Inventor of genetic fingerprinting Sir Alec Jeffreys wins Copley Medal
Steve Connor is the Science Editor of The Independent and i. He has won many awards for his journalism, including five-times winner of the prestigious British science writers’ award; the David Perlman Award of the American Geophysical Union; four times highly commended as specialist journalist of the year in the UK Press Awards; UK health journalist of the year and a special merit award of the European School of Oncology for his investigations into the tobacco industry. He has a degree in zoology from the University of Oxford and has a special interest in genetics and medical science, human evolution and origins, climate change and the environment.
Tuesday 05 August 2014
The inventor of genetic fingerprinting, which has transformed forensic science since it was discovered 30 years ago, has been awarded the oldest scientific prize in Britain.
Professor Sir Alec Jeffreys, who in 1984 discovered a method of showing the variation in the DNA of individuals, will receive the Copley Medal of the Royal Society, which has been awarded to Charles Darwin, Michael Faraday, Albert Einstein and Stephen Hawking.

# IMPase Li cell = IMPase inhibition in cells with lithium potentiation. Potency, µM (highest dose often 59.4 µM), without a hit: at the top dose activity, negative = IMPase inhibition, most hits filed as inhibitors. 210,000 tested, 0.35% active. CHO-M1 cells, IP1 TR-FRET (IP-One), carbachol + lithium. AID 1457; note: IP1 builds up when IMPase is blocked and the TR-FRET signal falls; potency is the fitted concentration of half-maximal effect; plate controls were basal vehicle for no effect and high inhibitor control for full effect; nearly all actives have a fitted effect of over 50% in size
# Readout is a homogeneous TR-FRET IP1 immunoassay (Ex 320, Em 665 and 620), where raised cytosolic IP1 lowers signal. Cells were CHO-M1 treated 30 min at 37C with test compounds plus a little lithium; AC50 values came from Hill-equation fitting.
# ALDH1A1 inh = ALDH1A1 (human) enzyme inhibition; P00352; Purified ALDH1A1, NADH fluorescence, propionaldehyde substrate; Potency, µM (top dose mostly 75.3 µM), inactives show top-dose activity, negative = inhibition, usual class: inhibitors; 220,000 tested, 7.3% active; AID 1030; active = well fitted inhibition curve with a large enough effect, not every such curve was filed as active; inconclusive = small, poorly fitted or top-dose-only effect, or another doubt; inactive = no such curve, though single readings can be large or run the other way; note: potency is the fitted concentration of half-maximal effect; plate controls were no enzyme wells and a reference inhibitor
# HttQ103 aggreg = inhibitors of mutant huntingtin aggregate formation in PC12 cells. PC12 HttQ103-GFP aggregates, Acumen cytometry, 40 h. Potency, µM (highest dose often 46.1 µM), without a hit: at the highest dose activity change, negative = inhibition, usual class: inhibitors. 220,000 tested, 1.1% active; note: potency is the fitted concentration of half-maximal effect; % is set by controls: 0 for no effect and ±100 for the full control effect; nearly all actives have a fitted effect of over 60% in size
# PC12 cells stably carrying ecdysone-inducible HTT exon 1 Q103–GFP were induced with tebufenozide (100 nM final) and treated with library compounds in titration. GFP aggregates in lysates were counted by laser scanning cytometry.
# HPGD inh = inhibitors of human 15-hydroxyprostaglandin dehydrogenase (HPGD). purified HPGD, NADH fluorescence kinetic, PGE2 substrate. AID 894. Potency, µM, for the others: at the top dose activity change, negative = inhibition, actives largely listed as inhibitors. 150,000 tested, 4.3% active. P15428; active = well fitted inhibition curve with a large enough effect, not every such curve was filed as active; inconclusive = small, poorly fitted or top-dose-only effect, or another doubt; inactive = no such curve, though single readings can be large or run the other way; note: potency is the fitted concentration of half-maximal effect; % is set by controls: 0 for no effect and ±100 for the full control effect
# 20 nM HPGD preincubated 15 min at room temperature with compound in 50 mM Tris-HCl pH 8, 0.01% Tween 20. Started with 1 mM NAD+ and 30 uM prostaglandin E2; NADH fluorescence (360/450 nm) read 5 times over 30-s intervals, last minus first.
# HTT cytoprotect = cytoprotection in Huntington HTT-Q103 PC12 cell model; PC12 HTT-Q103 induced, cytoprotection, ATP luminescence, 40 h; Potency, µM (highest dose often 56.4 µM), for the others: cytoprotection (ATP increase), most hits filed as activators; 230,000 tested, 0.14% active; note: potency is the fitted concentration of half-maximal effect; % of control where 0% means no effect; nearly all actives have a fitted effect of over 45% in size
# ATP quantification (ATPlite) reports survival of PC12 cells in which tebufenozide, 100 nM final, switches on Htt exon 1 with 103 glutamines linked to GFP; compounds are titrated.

Sir Alec, who made the discovery when he was a genetics researcher at Leicester University, showed that the technique can be used to prove biological relationships between people who share similarities in certain repetitive sequences within the non-gene parts of their DNA.
“I am particularly delighted that the award recognises our work extending over three decades into exploring human DNA diversity and the processes that generate this variation, and not just our accidental foray into forensic DNA,” Sir Alec said.
“It is also very satisfying to see the relatively new field of genome dynamics being given such wonderful recognition,” he said.
Sir Paul Nurse, president of the Royal Society, said: “This award is in recognition of his career-long contribution to pioneering science, through his endeavour to unravel the complexity of human genetic variation, and for the immense impact his work has had on our lives through applications in forensics and medicine.”
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